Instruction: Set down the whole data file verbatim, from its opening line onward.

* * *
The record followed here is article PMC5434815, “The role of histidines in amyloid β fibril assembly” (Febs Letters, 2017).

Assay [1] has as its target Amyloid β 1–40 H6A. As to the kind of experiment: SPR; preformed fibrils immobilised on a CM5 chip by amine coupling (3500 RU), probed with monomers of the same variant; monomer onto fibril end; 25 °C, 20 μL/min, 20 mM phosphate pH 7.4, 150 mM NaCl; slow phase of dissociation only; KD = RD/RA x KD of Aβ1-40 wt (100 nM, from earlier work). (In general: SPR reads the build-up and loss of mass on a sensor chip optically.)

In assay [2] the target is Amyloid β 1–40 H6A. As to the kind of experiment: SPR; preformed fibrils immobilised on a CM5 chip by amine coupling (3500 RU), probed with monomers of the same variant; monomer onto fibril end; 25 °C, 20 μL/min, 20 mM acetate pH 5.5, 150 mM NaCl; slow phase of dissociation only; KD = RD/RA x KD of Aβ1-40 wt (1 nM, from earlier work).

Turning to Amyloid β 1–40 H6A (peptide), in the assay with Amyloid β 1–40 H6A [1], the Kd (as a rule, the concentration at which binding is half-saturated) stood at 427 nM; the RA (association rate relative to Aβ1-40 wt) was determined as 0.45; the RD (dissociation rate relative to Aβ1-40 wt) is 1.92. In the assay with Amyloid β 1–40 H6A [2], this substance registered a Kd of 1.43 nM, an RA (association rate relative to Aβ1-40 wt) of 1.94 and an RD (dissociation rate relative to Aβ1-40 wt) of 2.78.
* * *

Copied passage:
The record followed here is article PMC5434815, “The role of histidines in amyloid β fibril assembly” (Febs Letters, 2017).

Assay [1] has as its target Amyloid β 1–40 H6A. As to the kind of experiment: SPR; preformed fibrils immobilised on a CM5 chip by amine coupling (3500 RU), probed with monomers of the same variant; monomer onto fibril end; 25 °C, 20 μL/min, 20 mM phosphate pH 7.4, 150 mM NaCl; slow phase of dissociation only; KD = RD/RA x KD of Aβ1-40 wt (100 nM, from earlier work). (In general: SPR reads the build-up and loss of mass on a sensor chip optically.)

In assay [2] the target is Amyloid β 1–40 H6A. As to the kind of experiment: SPR; preformed fibrils immobilised on a CM5 chip by amine coupling (3500 RU), probed with monomers of the same variant; monomer onto fibril end; 25 °C, 20 μL/min, 20 mM acetate pH 5.5, 150 mM NaCl; slow phase of dissociation only; KD = RD/RA x KD of Aβ1-40 wt (1 nM, from earlier work).

Turning to Amyloid β 1–40 H6A (peptide), in the assay with Amyloid β 1–40 H6A [1], the Kd (as a rule, the concentration at which binding is half-saturated) stood at 427 nM; the RA (association rate relative to Aβ1-40 wt) was determined as 0.45; the RD (dissociation rate relative to Aβ1-40 wt) is 1.92. In the assay with Amyloid β 1–40 H6A [2], this substance registered a Kd of 1.43 nM, an RA (association rate relative to Aβ1-40 wt) of 1.94 and an RD (dissociation rate relative to Aβ1-40 wt) of 2.78.